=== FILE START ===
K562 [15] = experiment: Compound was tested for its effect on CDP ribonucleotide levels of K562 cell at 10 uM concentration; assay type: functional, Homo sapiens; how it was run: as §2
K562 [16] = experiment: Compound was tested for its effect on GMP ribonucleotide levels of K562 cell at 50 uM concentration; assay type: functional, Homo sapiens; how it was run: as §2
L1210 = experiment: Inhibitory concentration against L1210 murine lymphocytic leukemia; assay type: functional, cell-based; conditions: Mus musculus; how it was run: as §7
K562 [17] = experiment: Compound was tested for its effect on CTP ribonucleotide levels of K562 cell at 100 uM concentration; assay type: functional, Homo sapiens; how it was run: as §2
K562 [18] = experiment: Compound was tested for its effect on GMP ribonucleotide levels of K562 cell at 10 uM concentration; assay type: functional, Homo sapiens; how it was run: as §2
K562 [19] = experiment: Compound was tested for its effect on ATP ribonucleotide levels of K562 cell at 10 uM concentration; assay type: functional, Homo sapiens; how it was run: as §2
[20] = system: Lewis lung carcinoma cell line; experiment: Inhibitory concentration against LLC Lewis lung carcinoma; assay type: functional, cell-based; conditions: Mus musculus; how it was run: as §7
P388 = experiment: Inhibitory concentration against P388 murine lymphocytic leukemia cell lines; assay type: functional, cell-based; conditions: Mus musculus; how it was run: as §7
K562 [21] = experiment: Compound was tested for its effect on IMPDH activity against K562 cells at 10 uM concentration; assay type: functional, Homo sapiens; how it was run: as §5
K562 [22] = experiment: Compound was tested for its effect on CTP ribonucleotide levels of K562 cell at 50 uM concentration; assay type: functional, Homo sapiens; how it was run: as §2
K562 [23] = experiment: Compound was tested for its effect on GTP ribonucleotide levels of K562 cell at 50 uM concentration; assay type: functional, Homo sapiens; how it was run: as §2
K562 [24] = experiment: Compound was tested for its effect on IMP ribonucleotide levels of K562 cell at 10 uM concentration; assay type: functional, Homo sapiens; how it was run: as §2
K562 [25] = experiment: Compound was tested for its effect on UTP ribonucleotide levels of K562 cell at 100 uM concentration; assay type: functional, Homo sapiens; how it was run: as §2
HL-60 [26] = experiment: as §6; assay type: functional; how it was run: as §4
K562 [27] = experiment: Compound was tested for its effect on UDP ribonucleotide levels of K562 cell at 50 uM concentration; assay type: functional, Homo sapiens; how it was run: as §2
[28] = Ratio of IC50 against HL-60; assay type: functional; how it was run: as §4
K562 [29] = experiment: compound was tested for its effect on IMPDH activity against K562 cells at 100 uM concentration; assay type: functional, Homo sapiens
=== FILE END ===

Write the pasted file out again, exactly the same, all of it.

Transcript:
K562 [15] = experiment: Compound was tested for its effect on CDP ribonucleotide levels of K562 cell at 10 uM concentration; assay type: functional, Homo sapiens; how it was run: as §2
K562 [16] = experiment: Compound was tested for its effect on GMP ribonucleotide levels of K562 cell at 50 uM concentration; assay type: functional, Homo sapiens; how it was run: as §2
L1210 = experiment: Inhibitory concentration against L1210 murine lymphocytic leukemia; assay type: functional, cell-based; conditions: Mus musculus; how it was run: as §7
K562 [17] = experiment: Compound was tested for its effect on CTP ribonucleotide levels of K562 cell at 100 uM concentration; assay type: functional, Homo sapiens; how it was run: as §2
K562 [18] = experiment: Compound was tested for its effect on GMP ribonucleotide levels of K562 cell at 10 uM concentration; assay type: functional, Homo sapiens; how it was run: as §2
K562 [19] = experiment: Compound was tested for its effect on ATP ribonucleotide levels of K562 cell at 10 uM concentration; assay type: functional, Homo sapiens; how it was run: as §2
[20] = system: Lewis lung carcinoma cell line; experiment: Inhibitory concentration against LLC Lewis lung carcinoma; assay type: functional, cell-based; conditions: Mus musculus; how it was run: as §7
P388 = experiment: Inhibitory concentration against P388 murine lymphocytic leukemia cell lines; assay type: functional, cell-based; conditions: Mus musculus; how it was run: as §7
K562 [21] = experiment: Compound was tested for its effect on IMPDH activity against K562 cells at 10 uM concentration; assay type: functional, Homo sapiens; how it was run: as §5
K562 [22] = experiment: Compound was tested for its effect on CTP ribonucleotide levels of K562 cell at 50 uM concentration; assay type: functional, Homo sapiens; how it was run: as §2
K562 [23] = experiment: Compound was tested for its effect on GTP ribonucleotide levels of K562 cell at 50 uM concentration; assay type: functional, Homo sapiens; how it was run: as §2
K562 [24] = experiment: Compound was tested for its effect on IMP ribonucleotide levels of K562 cell at 10 uM concentration; assay type: functional, Homo sapiens; how it was run: as §2
K562 [25] = experiment: Compound was tested for its effect on UTP ribonucleotide levels of K562 cell at 100 uM concentration; assay type: functional, Homo sapiens; how it was run: as §2
HL-60 [26] = experiment: as §6; assay type: functional; how it was run: as §4
K562 [27] = experiment: Compound was tested for its effect on UDP ribonucleotide levels of K562 cell at 50 uM concentration; assay type: functional, Homo sapiens; how it was run: as §2
[28] = Ratio of IC50 against HL-60; assay type: functional; how it was run: as §4
K562 [29] = experiment: compound was tested for its effect on IMPDH activity against K562 cells at 100 uM concentration; assay type: functional, Homo sapiens